The Cuban Boa is one of the larger species of boa. They have relatively poor eyesight and instead, rely on their tongues to smell the air. The flicking tongue picks up minute scent particles in the air, which are taken to the Jacobson's organ, in the roof of the mouth where the smells are decoded.
Cuban Boa are carnivores and eat small mammals including rodents.
They do not inflict fatal wounds to their prey with their teeth. Instead they use them for seizing the prey, before wrapping their body round, two or three times, and squeezing. Each time the prey exhales, the boa will squeeze harder preventing the ribs, diaphragm, lungs and heart from functioning. Their prey eventually suffocates.
The Cuban boa is an endangered, island-dwelling animal found in tropical dry forest and scrub forest. It is the largest snake on the island of Cuba, and can be found in holes and rock piles and on cultivated land.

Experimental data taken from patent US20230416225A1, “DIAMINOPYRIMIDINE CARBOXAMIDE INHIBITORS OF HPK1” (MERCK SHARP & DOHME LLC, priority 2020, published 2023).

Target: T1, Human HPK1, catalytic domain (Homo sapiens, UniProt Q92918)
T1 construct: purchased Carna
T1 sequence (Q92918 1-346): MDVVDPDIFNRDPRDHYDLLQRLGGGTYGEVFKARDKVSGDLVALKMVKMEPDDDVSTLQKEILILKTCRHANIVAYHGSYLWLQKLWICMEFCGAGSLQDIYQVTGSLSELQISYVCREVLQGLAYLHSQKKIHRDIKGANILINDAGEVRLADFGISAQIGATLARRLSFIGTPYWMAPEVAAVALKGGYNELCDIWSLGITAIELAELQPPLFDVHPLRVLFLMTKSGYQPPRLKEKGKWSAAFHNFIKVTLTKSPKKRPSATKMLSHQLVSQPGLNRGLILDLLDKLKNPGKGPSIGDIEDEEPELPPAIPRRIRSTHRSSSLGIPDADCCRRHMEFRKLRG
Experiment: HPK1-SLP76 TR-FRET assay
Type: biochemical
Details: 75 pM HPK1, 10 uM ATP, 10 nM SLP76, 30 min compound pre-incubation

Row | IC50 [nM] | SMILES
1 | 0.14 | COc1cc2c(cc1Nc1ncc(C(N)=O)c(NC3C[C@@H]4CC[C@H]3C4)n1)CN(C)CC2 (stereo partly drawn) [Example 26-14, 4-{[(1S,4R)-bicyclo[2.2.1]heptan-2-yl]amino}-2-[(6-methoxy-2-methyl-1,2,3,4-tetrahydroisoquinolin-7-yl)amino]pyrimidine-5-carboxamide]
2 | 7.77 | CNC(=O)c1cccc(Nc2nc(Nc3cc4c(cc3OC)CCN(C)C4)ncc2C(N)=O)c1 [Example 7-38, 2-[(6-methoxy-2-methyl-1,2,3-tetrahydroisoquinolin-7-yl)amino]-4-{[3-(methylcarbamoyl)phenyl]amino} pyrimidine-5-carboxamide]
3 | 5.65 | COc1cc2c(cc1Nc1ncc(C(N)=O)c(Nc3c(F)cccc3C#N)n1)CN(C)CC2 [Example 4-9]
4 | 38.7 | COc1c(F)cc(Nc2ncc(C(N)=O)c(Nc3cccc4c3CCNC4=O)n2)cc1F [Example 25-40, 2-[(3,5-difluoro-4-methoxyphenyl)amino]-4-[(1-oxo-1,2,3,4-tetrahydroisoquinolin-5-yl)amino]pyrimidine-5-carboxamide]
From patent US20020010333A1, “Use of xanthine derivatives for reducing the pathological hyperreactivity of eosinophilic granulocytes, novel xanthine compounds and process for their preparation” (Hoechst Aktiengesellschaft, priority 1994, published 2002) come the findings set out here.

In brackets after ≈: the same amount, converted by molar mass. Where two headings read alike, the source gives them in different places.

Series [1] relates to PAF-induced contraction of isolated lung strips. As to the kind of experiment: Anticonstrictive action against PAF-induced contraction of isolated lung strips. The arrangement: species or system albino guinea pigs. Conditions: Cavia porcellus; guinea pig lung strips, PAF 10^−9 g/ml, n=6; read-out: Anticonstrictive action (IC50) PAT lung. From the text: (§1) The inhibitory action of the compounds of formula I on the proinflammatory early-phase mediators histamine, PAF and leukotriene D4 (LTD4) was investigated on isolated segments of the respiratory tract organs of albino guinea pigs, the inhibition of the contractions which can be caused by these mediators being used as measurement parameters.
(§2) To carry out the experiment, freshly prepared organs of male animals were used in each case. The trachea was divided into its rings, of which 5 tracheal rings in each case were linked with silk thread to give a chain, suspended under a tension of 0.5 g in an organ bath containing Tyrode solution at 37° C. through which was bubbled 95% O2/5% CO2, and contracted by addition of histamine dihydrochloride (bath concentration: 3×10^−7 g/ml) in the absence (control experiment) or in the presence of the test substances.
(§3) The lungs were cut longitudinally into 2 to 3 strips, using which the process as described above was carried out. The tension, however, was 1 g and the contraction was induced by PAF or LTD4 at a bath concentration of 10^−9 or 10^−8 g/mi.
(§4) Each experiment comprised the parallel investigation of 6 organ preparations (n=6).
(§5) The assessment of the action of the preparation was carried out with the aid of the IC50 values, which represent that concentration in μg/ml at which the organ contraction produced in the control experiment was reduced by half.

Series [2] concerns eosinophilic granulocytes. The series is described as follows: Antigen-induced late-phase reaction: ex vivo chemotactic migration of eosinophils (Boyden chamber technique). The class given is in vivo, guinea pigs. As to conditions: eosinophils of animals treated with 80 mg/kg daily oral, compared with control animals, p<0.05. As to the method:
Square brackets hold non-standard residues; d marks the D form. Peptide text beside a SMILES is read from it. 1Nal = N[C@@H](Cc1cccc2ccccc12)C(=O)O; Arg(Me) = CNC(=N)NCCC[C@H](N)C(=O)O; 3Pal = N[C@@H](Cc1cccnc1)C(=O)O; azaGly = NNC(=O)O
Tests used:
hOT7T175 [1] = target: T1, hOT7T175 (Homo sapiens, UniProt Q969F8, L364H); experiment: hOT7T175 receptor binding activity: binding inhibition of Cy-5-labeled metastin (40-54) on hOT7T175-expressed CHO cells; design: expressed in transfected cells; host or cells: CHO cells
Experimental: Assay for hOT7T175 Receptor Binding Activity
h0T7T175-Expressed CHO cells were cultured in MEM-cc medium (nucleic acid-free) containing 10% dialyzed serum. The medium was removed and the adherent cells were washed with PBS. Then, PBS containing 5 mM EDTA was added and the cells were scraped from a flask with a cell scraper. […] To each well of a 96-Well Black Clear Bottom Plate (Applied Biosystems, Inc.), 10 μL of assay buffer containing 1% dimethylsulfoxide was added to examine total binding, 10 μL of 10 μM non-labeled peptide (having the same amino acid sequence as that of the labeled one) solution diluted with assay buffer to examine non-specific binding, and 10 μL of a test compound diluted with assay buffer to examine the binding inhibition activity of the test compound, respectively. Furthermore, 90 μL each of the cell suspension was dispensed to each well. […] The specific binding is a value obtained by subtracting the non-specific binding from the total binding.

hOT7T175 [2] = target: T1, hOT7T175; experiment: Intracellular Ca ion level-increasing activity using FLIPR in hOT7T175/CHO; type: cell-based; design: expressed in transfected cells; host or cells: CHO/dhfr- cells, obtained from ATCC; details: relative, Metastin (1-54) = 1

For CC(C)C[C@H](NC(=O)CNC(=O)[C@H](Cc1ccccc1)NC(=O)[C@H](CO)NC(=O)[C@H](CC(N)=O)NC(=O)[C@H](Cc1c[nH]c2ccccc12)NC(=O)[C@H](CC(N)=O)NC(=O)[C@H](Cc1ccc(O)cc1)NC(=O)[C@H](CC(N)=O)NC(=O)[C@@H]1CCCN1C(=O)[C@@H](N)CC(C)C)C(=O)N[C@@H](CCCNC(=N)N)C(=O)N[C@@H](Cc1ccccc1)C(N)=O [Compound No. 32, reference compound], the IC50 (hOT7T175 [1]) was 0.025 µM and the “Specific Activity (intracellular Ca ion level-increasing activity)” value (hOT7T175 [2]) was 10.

Living on an island, the Cuban boa is at risk from disturbances (fire, hunting and cyclones for example), which can quickly push the species towards extinction.
Bristol Zoo Gardens has successfully bred Cuban boas for the past 20 years.
On the island of Cuba, boas up to two metres in length frequently enter urban areas. Local people attack and kill boas as they believe they eat chickens and other poultry.
Unlike most snakes, the majority of boas give birth to a small number of live young with the females breeding once a year.
You can find our Cuban boa in the Reptile House, near Twilight World and the Aquarium
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